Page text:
PROFESSIONAL CARD& t C.
? J. Hp, M TE R, j
AU,y & Counsellor-at-Iiair,
. Dallas,' Pollt County Oregon'
OFFICE loJ'tho" Court Hoai 7 "t, M-ly
J. C GRUOBS. a D.f
PHYSICIAN AND SUUGEON,
Offers bis Serrices to th Citizens of Pallas
: f -! and Vicinity.
OFFICE t NICHOLS Drug Store.
P. A. Fbewch. f ' ' J. MeMAHos.
mXI BLACKSMITH SHOP,
Kola, Polk County. ; ' -'
All Kinds of Illackanitthliiff done on Short
Notice, and to the SatLifaeUon of Customers,
! J -a. T VI T
: Special attention paid to tlorae81ioelnff.
OcU 11, 1870. FRENCH A McMAHON. ;
; ' V- , .- ' 34-ly
It E MEM UGBt
Has been RE-FITTED, and no pains ts now
spared to make all who nay call Comfortable
and Happy. . .
A rood Stable is kept la connection with the
Houce. Call and see u.
Oct. 27, 1870. JKHEMIAU OALWICK.
J U. SITES, .'jril. D.. yy
Physician and Surgeon,
v 4 ; j - ; : Dallas, Ogn. -J i )
narlnr returned practice, will eire special
attention to Obstetrics, and the treatment of
the diseases of Women and Children :
jEOfflce at his residence. " -
Physician and Surgeon,
Special attention given to Obstetrics and
Diseases ef Women.
J. J2. DAVIDSON, H D
Physician and Sargeon,
j . .. Independence Ogn - ,f ; .1 fi;
T. V. B. Embrcc.
PlllfsiCI AN & SUHGEOM
AMITY, YAM 11 ILL CO., OBEQON.
JZSt Office at residence.
Attorney and Cotmscllor-at-Law,
Will practice tn alt the Courts of Record and
Inferior Courts of this State.
OFFICE In Watklnds A CoV Briek, op
stairs. I -: 1
P. C. SULLIVAI,
Attorney & Oonnsellor-At-Law,
Will practice In all the Courts of the State. 1
I. Is. COLMIfS,
Attorney and Cormsellor-at-Law.
. ...j .r. Dallas, Oregon iv:- '. ;'
Bffelii attention given to Collections and to
matters perUlnlng to Heal Estate. v . 1
eo. a. ccaaarV""" "'y- " 8.' boklkt.
XAPAYGTTI3 - - - OREGON.
4 ;;iaACiidi j zz ahise y, .
Lafayette, Oregon. ;
En!0. r'jSJLOAT, . -V,:iC
Carriage and Ornamental
Comzasreia T'trset, .'.-,,.;-
Opposite Starkey's Block,
LL SORTS OF GOODS SOLD FOB
1 Cash or Marketable Produce at
I - - . . j. H. LRWIS'R
ELCH'S PREMIUM SALMONBEST
in market in kits or barrels.
For sale at COX A EARII ART'S, '
,'' -A. ' , Salesa.;
- Constantly on ' hand and for sale at iny
Resident at Dallas, good Hams, Sides, Shonl
ders and Lard, of best quality, and la quanti
ties to suit purchaser. , , ? , rt
l X am also prepared to accommodate- persons
with steams,? either 'as travellers or persons
coming to town to attend Courts, or who are on
business and desire to remain over nictbt. '
HENRY HAQOOD. At the Brldfre. u
PROFESSIONAL CARDS, kC
WHOLESALE RETAIL CROCERC '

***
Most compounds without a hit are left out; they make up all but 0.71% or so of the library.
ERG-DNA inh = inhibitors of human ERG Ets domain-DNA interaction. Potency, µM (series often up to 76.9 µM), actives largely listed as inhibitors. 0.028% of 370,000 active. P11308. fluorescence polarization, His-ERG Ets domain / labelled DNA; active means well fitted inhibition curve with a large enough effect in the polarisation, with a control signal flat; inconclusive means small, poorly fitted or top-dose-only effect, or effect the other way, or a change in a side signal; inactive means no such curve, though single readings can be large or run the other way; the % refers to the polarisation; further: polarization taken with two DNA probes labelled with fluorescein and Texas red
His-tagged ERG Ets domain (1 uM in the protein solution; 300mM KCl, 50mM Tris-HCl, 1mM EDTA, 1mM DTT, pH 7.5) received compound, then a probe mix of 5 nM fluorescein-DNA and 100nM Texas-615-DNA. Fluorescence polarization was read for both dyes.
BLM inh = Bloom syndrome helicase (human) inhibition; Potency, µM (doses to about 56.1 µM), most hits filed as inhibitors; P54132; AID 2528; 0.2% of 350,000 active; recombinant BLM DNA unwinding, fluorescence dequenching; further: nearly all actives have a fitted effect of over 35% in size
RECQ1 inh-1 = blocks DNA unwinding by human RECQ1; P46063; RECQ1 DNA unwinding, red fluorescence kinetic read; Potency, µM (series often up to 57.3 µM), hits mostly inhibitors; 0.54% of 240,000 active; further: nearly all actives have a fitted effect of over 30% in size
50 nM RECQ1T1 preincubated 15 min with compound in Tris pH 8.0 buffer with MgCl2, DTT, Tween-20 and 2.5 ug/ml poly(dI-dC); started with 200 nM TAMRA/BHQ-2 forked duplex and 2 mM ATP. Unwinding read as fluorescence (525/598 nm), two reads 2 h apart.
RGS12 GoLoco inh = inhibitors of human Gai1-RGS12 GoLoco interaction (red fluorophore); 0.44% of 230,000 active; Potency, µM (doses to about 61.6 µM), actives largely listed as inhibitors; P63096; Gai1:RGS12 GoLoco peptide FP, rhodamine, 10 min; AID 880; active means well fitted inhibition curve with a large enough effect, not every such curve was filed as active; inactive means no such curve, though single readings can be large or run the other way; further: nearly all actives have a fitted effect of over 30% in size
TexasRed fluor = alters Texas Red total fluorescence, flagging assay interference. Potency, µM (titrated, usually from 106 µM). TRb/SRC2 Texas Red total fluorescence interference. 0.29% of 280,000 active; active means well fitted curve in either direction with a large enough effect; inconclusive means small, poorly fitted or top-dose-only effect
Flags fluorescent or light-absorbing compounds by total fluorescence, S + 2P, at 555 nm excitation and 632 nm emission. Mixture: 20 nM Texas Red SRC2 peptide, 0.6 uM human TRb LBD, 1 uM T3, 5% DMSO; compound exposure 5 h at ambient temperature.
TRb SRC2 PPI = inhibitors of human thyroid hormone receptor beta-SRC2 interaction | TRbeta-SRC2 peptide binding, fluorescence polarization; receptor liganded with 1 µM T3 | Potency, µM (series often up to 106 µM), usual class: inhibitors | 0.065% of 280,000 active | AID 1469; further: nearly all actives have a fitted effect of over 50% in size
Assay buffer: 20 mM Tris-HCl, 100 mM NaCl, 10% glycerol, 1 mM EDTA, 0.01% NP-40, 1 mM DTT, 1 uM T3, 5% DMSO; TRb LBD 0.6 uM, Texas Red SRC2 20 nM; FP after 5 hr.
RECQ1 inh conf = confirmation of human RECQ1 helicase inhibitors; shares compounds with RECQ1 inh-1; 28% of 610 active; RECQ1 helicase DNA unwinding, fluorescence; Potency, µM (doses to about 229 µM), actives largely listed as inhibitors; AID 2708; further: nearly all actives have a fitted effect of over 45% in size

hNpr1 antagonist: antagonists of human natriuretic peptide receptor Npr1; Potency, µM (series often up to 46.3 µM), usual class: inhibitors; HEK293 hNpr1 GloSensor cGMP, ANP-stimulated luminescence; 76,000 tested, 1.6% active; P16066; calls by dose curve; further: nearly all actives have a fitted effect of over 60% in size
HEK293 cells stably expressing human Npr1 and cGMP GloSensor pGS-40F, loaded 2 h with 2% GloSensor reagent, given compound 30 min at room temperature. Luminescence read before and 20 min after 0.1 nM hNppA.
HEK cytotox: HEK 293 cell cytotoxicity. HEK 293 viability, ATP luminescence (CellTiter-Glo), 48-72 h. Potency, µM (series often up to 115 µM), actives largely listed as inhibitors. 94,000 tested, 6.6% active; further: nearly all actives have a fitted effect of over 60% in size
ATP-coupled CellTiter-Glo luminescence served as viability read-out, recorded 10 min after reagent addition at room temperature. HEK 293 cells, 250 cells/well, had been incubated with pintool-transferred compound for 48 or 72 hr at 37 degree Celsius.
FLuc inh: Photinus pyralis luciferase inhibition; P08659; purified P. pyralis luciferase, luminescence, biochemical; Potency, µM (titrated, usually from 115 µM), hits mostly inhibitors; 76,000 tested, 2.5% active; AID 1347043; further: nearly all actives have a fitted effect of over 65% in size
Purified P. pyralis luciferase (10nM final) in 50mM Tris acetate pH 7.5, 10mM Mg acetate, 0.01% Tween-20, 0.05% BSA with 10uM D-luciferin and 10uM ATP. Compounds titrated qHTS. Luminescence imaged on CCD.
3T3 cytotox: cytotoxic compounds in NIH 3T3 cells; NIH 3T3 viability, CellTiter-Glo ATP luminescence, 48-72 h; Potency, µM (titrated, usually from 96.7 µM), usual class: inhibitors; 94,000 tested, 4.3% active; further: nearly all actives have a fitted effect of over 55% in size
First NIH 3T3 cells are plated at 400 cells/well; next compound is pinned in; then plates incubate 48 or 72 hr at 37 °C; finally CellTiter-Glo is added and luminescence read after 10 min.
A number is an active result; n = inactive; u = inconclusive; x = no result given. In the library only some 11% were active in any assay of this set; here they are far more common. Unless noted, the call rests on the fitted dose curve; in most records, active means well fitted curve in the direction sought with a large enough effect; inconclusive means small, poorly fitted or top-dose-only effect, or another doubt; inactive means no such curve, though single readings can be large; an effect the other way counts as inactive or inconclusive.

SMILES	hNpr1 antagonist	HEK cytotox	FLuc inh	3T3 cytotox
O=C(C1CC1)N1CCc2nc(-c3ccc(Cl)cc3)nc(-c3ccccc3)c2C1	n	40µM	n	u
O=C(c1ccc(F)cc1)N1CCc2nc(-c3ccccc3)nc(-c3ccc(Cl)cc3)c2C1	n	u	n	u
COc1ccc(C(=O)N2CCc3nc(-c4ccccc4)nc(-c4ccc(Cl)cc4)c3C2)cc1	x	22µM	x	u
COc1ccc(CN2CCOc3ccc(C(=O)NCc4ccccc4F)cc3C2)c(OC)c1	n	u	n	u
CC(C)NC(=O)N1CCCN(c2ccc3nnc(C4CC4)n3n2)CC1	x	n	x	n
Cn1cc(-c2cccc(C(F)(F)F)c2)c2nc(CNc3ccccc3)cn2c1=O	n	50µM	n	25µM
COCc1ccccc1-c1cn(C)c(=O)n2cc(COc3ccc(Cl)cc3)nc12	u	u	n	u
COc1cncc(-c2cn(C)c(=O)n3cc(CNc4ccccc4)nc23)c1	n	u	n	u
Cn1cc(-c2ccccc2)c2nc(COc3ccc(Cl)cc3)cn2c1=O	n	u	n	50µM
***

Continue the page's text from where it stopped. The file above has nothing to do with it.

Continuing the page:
i .... t.
Goods, by the Package at II educed Bate
' . myl0-3tf ' .."
- -, - :, yv 5
Under wood, Barker Civ r
, yyiiyy--: y-l -r ' ,yy Jv-: J t , " "
Commercial . street Salenw Oregon .;
MANUFACTURE ALL KINDS OF WAO-' :
. ONS after the most approved styles and ; (
the best of workmanship, on short notice, and
AT POBTXAND PR ICES I - ;
; r Hh :stW& 31-tf: 3 5-'-'
Main st. (opposite the foart House), Kail,
MANUFACTURER "AND DRALER TR I
Harness. Saddles. Bridles. Whim. Collars. .
Check Lines, etc., etc of all kinds, which 4m is "
prepared to sell at the lowest iitlng rate. , " - '
fSt; REPAIRING done oa short notice. F "
AITERS. DO YOU WANT , KOMI"
Fine Cloth CJaiters f if so. cnpply your-
QUEBNSWARE IN ABUNDANCE ; ;
j At -n:jyi , ; J;' U. LEWI'S, i "i-
n m im ' mum . . mi m . m m m m m
Main Tee,' : " i j j Oallaal5 Ocn
TfriNES, LIQUORS, PORTER, ALEi
II Jiltiers. Uiirsrs. Vnvdie. f )vtm
men on the ontcide of the counter, by a gentle- .
man wno nas an eye to "ton" on tbe inside."
- . . . a efea.
do come aiong, ooysj make no Oelay, ana
we wui eoon near wnai you nave to say.
a W. T. CLINQAN.
liURGREH a SHHipiER, ,'.,
t',. Importers and. Dealers ia
BEDDING. t 4 i-z
. . " ' C ...(. .... . T ;
The iJtrpest Block and tlie Oldest Far !
nitar Uoaae In Portland. V S,J
WAREROOMS, AND FACTORY?
CORNER 8ALK0IT AHD FISST BTSEETfffr
PORTLAND, OREGON' v '
u-tf : : . f ,s
. j t
LA CREOLE ACADrnY.
.. Dallas, Polk County, Oreco.
MR. M. M. OaLESBY...;..p'i,nictrii.
MISS C. A. WATT.... AssiaTawiC i
This Institution was Ro-opcoed on Won!
day, the Z 1st of October. The Teachers aro
determined to do ererrthin; In their power to, ,
make this School second to none, of its grade, t
in the State. They earnestly solicit the hearty '"I
Co-operation of the Community, tvad Liberal '
Patronage from the Public ? - r
.. ; "'Ij EXPENSE; -Vifi
PRtMART, per Term C. '
Co mm oh EsgLish, per Term o 4. ''
ItiGHEB EycLisn, per Term ... 8 Of
Latin or -French Language-. Two Dollars" ' '
Extra.? . ,s' 1 . , ; . ,. fv ' f f,; .
j These figures will be greatly redueeofby tho .4.t
application of . the .'Endowment. Fund. AU
Students entering the School anlj share eojaally ;
the benefit of this Fund. y . ' . 4 "., . t" -J
Students will not be adaaitted fur si, last V
period than a Half Term. ' Charge's will
made from the time of Entering. V ' '. x
y No deduction made (or Absence, axeeptiir i
ease of protracted Sickness. .
. N. LEE, CXCnm Ex. pern. ,
' WM. no WE; Am. Of Board. V
'.. iy pom iAjm Jiw
TnB ELLENDAtE MILL COMPANrv
!fwill give the highest market' rric for ?
wool, delivered at tbeir factory in Polk.Co. . ; 4
; Their Store is also open, with a gcxi'eral aV
sortment of Dry Goods, Groceries. IJardwsreJ'i
Ao. . j.tf
Those indebted to the firm 'qv"
Yf, C. Brown A. Co. are requested te eem' fervx
ward and settle their notes and arcornts, ts
the business of tbe late firm mast be tettfti !
without further delay. . , , 4 rt
vr.c. Br own A cV
; Dallas, Ogn., Angnst-24, isya i y . 1 ,25.tf.
K : JISNNINGS LODC.n Ko. O 'I'1
fl A.M., Dallas, bold$ its regalsr ob..
"XmunlcaUoiia on the Saturday prtsred irg
tbe Ful oon n atu raonta,imtesa lheoao,aJ
fulls oa, Satordayhe. oa .tha dsy, at.o,H
o'clock. " ' " - . : " . :". )
Also, 0 ho second Kriday in1 each: cacqtil
at T o'oloek, P. M. for the purpose of in;rrv- ,
meni of the Craft In Masonry ' and fr uci
other work as th M aster . ma j from tl as ' j.
All Brethren in good standi iart Invite
tend By ordrof tho ' V U
ii :, H